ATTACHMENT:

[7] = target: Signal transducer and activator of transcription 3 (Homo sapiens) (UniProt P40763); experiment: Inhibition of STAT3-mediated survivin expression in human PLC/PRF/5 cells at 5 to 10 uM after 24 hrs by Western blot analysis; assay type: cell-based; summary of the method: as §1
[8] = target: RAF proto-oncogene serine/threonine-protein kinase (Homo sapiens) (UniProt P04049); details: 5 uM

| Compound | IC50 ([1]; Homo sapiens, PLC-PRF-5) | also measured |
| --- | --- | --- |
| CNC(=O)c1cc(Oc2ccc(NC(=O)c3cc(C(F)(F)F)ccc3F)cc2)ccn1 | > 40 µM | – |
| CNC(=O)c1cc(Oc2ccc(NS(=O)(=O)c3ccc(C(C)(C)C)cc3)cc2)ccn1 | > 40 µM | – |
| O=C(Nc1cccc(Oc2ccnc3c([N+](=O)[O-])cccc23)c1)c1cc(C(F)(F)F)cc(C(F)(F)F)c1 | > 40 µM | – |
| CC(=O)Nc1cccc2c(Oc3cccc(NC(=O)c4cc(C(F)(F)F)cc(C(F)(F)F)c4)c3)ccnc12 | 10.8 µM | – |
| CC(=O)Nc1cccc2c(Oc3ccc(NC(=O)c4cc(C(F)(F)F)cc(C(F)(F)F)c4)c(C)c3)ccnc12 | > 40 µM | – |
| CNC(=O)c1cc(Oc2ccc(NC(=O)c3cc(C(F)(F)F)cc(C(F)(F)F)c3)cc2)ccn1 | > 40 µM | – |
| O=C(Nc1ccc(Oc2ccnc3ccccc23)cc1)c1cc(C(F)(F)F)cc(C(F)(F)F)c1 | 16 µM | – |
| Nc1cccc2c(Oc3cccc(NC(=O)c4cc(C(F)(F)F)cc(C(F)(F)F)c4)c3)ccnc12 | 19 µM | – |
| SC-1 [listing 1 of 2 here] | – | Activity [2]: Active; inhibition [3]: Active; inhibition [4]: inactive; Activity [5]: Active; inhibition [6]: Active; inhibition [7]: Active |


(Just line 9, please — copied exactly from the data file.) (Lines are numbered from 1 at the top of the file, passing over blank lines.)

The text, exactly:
| CC(=O)Nc1cccc2c(Oc3ccc(NC(=O)c4cc(C(F)(F)F)cc(C(F)(F)F)c4)c(C)c3)ccnc12 | > 40 µM | – |